Feel Good Fashion 6

Just as the global Coronavirus Pandemic has led to DJs flocking from clubs to the digital airwaves, it has also seen an innovative series of projects emerge from the fashion world; from high fashion to haute couture firms, writes Bex Taylor of BexEducation.com

This is the final article in our ‘Feel Good Fashion’ series from Bex Education. In case you missed it, you can read the first part of the article here

How can fashion help boost our wellbeing in lockdown?

The outreach of the fashion industry has generally matched the advice being circulated by national mental health charities, such as the sharing of stories and recognition of creative outlets, suggesting it’s on the right track in offering support to those struggling in lockdown. According to local festival-based fundraiser, The MIND Festival, which has continued its support of NHS Crisis Line during the pandemic, upholding the commitment to deliver services could prove vital in offsetting the indirect impact of Coronavirus on mental health.

It was particularly noted how the showcasing of cultural forms, like art or music, unites people – highlighting shared interests, talents or experiences. Through the array of virtual events, workshops and classes that provide communal engagement or nurture a skill, essential human connections continue to be formed despite physical isolation.

The potential to connect can even grow – whilst many Alexander McQueen fans would feel too intimidated to enter a store without spending, there’s no obligation to purchase a two-thousand-pound clutch when downloading the label’s Spotify playlist or taking inspiration from its digital archive.

That’s not to say these initiatives are devoid of product promotion. It is evident the dividing issue here is intention – after all, fashion houses are not charities and must continue to drive sales. But the immediate aim of giving a welcome distraction from anxiety-inducing world events and refocusing on personal wellbeing is broadly aligned with that of industry professionals. Particularly in the case of luxury fashion, cultivating an online following conveniently serves the dual purpose of a successful marketing strategy whilst offering us some much-needed light relief.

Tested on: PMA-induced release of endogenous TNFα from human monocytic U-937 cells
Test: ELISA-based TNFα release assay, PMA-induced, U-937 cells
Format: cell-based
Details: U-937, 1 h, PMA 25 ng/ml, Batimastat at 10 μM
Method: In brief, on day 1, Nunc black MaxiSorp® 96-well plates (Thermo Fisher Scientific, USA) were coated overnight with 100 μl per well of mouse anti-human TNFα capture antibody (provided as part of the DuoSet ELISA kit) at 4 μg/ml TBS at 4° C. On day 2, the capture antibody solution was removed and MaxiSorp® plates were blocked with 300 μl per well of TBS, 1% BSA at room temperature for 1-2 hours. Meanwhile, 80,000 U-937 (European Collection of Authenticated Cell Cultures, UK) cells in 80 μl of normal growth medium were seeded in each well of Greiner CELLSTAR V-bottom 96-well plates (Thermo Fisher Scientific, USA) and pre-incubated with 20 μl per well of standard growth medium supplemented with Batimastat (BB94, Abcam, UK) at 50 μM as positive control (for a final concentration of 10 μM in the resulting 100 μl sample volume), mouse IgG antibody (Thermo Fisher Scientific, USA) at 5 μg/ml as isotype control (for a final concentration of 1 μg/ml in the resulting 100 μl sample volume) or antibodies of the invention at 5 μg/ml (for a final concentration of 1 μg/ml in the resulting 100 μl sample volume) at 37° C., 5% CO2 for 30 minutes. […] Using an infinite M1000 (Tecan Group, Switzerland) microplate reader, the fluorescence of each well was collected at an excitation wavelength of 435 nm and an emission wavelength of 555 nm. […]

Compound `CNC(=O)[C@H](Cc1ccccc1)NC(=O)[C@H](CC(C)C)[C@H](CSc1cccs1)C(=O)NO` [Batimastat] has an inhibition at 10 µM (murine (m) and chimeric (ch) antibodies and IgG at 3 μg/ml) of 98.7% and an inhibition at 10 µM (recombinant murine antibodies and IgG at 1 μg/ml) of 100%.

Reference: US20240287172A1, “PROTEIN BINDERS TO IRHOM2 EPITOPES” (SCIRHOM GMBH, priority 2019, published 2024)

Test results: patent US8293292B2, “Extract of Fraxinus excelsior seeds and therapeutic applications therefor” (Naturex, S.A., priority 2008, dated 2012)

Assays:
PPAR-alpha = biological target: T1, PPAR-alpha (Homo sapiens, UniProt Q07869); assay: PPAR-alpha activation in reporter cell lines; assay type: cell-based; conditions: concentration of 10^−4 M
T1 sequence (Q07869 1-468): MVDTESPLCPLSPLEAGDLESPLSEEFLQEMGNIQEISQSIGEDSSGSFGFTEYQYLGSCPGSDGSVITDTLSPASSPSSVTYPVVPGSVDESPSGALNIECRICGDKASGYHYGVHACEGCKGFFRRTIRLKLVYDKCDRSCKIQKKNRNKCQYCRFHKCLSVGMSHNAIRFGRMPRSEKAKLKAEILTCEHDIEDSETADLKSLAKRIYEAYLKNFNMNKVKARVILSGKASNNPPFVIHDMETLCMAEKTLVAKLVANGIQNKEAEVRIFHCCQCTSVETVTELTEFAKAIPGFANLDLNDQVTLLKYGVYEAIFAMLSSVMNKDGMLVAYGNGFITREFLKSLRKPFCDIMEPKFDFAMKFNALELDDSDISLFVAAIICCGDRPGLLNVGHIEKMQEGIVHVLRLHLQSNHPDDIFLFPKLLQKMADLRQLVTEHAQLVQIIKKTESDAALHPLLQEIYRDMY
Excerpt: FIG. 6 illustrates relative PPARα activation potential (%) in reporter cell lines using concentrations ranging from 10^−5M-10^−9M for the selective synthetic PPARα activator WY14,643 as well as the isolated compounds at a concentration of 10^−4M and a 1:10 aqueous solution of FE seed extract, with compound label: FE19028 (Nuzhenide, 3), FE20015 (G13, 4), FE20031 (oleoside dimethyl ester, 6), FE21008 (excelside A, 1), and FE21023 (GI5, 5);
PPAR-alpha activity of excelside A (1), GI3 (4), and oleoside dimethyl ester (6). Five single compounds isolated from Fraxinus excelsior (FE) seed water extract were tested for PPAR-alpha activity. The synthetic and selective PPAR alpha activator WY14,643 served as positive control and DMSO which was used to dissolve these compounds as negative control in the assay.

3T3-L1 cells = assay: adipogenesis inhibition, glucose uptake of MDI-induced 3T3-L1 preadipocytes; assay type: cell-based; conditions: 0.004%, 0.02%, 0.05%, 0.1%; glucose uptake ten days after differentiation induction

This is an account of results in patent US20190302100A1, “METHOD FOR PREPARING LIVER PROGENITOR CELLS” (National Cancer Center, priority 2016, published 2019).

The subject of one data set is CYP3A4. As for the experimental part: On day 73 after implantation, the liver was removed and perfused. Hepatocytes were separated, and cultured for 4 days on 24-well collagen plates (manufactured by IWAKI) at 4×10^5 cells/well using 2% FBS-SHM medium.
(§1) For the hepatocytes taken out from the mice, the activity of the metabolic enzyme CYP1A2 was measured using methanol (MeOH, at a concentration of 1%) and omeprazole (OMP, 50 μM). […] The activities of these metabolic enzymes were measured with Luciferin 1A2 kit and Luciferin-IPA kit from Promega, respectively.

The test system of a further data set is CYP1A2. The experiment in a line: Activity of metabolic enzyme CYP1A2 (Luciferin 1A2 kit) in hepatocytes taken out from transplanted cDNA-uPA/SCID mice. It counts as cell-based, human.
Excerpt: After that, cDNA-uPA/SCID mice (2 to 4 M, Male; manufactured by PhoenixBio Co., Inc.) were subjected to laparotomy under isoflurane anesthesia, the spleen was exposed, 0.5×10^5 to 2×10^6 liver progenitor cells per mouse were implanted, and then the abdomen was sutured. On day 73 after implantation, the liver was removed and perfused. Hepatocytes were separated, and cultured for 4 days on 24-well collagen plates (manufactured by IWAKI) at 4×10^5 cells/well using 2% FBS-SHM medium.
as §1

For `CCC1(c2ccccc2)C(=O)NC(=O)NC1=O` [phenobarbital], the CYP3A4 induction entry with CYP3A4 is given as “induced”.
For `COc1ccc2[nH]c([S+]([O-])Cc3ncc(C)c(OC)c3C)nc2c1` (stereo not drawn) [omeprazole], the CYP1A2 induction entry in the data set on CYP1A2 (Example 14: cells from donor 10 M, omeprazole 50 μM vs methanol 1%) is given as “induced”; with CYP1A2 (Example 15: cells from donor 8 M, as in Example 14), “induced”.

Although this type of content may be helpful to some audiences during the Covid-19 crisis, there are some potential drawbacks to keep in mind. Each individual in every household will have a slightly different experience depending on their health, profession, family structure and financial security, so there is no universal panacea. The intrusive nature of social media is both a blessing and a curse; whilst it offers an incredible opportunity to share our achievements with missed loved ones, or even create completely new connections with like-minded communities, overexposure can lead to increased stress, anxiety and guilt.

The issue of ‘Smugsolation’ as coined by Glamour magazine, whereby idealistic images of quarantine lifestyles are plastered across social media, can add further pressures to those already feeling over-burdened. It is worth remembering that accessing the space for a home workout, affording exotic ingredients for a ‘cookalong’, splashing out on luxury facemasks or even having the option of staying at home are privileges not applicable to all. Now, more than ever, it’s important to construct a positive relationship with social media in which the desirable escapism we seek is balanced with some necessary reality checks.

Originally published on www.bexeducation.com. Republished for Vibesolate.com with author’s permission.